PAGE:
Cimas increases medical aid contributions

HARARE - CIMAS Medical Aid Society will be increasing medical aid contributions with effect from February 2019 following the challenges faced by the healthcare industry.

In a press statement the medical aid society said the contributions will increase by a range of 20 to 30 percent as it strives to survive the economic conditions and at the same time maintain its standards.

Cimas managing director Washington Madziwadondo said healthcare provisions and medicines have increased since 2017 therefore it is necessary for them to also increase contributions.

“The Society has noted the escalating costs in healthcare provision and medicines, which is negatively affecting our claims ratio. We have been absorbing increased costs of medicines since 2017. Medicine costs have escalated by more than 100 percent while private hospitals increased their tariffs by 25 percent.

“The Society is currently engaged in negotiations whose outcome will be communicated to you in due course. Based on the developments above, and the need to ensure the sustainability of the medical aid fund, the Society will increase contributions effective 1st of February 2019 by a range of 20 percent - 30 percent,” Madziwadondo said.

The managing director said prior to making this decision they have been monitoring the environment particularly healthcare costs, acceptance of the Cimas card by healthcare service providers, as well as the availability of medicines and related medical consumables.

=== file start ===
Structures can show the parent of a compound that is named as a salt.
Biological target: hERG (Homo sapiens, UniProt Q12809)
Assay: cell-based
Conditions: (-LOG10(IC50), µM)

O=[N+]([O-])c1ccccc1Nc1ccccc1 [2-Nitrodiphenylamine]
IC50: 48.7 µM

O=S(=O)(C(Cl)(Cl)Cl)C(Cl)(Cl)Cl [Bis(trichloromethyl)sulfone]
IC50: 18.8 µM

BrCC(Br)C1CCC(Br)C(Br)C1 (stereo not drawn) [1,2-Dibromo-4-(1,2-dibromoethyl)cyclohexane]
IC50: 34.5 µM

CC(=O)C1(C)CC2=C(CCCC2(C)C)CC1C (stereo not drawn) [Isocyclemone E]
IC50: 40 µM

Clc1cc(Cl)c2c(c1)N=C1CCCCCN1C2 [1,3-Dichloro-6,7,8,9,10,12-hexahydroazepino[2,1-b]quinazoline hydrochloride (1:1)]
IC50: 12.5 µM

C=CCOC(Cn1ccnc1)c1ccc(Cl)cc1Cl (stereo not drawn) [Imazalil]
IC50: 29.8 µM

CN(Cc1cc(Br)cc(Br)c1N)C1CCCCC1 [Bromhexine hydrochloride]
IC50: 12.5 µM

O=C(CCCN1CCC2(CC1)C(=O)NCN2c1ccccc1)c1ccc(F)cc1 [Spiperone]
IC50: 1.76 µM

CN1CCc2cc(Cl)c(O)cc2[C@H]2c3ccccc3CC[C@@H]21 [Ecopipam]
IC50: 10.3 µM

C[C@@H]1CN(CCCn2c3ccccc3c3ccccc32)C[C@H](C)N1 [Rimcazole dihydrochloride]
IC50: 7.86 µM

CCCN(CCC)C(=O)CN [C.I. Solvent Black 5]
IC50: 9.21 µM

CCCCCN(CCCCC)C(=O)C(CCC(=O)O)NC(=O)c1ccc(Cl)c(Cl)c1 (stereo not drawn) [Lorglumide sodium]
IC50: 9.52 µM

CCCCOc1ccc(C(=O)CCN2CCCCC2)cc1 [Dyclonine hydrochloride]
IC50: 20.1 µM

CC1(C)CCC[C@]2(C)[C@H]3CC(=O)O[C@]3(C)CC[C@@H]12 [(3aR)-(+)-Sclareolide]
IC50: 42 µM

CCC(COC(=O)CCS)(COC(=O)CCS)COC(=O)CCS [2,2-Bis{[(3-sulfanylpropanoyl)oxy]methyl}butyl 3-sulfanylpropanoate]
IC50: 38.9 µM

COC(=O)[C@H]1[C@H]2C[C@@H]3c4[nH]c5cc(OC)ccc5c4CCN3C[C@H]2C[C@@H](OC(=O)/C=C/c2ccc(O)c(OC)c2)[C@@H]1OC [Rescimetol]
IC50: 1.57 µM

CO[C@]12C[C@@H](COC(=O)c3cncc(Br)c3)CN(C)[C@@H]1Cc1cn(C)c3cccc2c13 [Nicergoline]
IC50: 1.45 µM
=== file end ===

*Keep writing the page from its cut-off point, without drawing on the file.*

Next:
He added that feedback was also received from members of the society and from stakeholders to find out solutions on how to survive their challenges.

“We received feedback from members who have been accessing healthcare services from various service provider disciplines.

“Over the last quarter we have engaged various stakeholders, among them members, member firms and healthcare services providers in an effort to find lasting solutions to the challenges being faced in the healthcare industry,” Madziwadondo said.

He said despite the contributions increament, Cimas will continue to monitor the environment along with the performance of the fund, while continually negotiating viable tariffs with healthcare providers.

This comes after the Association of Health Care Funders of Zimbabwe (AHFoZ) announced that medical aid and pharmacies are demanding payment in United States dollars, following the foreign currency shortages that the country is facing.

The healthcare funders’ body bemoaned the exclusion of medical aid products from the Reserve Bank of Zimbabwe (RBZ) list of prioritised items to be imported under its $500 million financial package announced recently urging government to urgently allocate foreign currency for the purchase of pharmaceutical supplies and other healthcare consumables.


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